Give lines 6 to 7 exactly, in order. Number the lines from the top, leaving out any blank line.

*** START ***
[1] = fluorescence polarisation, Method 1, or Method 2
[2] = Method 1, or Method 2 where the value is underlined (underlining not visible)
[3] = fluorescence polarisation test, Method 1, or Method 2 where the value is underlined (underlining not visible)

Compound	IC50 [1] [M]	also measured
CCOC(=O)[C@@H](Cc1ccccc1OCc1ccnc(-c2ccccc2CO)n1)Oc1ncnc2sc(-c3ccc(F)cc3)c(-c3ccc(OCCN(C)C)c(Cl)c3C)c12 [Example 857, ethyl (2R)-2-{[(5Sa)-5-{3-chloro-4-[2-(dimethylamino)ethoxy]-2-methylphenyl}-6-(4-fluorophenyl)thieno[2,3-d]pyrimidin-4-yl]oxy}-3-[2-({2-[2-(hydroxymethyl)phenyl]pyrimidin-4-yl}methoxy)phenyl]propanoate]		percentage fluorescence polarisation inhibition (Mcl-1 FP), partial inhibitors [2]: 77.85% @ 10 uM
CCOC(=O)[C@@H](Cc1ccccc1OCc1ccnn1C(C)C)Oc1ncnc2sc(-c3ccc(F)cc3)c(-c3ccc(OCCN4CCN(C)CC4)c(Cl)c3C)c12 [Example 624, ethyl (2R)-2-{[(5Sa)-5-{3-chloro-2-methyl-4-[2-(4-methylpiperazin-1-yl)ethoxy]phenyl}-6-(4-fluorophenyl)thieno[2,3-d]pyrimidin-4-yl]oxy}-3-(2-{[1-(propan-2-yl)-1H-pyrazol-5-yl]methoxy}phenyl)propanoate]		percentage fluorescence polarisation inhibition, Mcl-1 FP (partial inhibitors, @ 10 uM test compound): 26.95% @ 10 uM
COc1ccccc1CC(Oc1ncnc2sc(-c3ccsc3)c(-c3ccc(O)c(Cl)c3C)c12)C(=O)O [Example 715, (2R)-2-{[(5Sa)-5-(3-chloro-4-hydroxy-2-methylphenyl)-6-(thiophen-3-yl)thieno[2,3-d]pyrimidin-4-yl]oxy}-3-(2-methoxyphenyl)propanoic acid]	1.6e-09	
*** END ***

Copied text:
CCOC(=O)[C@@H](Cc1ccccc1OCc1ccnn1C(C)C)Oc1ncnc2sc(-c3ccc(F)cc3)c(-c3ccc(OCCN4CCN(C)CC4)c(Cl)c3C)c12 [Example 624, ethyl (2R)-2-{[(5Sa)-5-{3-chloro-2-methyl-4-[2-(4-methylpiperazin-1-yl)ethoxy]phenyl}-6-(4-fluorophenyl)thieno[2,3-d]pyrimidin-4-yl]oxy}-3-(2-{[1-(propan-2-yl)-1H-pyrazol-5-yl]methoxy}phenyl)propanoate]		percentage fluorescence polarisation inhibition, Mcl-1 FP (partial inhibitors, @ 10 uM test compound): 26.95% @ 10 uM
COc1ccccc1CC(Oc1ncnc2sc(-c3ccsc3)c(-c3ccc(O)c(Cl)c3C)c12)C(=O)O [Example 715, (2R)-2-{[(5Sa)-5-(3-chloro-4-hydroxy-2-methylphenyl)-6-(thiophen-3-yl)thieno[2,3-d]pyrimidin-4-yl]oxy}-3-(2-methoxyphenyl)propanoic acid]	1.6e-09	